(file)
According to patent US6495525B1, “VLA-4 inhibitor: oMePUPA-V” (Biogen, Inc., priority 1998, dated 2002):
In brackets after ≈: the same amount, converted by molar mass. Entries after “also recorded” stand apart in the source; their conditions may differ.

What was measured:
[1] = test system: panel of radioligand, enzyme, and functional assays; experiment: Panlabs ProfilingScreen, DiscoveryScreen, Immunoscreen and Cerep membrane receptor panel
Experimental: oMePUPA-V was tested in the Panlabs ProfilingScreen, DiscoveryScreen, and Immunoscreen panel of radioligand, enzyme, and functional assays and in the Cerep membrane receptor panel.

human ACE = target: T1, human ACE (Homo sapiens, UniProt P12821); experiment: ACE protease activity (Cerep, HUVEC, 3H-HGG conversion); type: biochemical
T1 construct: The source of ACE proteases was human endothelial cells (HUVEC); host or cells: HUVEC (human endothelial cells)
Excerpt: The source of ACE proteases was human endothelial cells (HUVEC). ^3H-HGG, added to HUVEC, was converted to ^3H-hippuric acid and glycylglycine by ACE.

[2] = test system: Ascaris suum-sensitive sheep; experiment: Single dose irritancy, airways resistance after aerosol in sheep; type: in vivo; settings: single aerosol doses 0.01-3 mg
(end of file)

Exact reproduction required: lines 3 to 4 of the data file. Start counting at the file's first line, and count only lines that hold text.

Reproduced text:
What was measured:
[1] = test system: panel of radioligand, enzyme, and functional assays; experiment: Panlabs ProfilingScreen, DiscoveryScreen, Immunoscreen and Cerep membrane receptor panel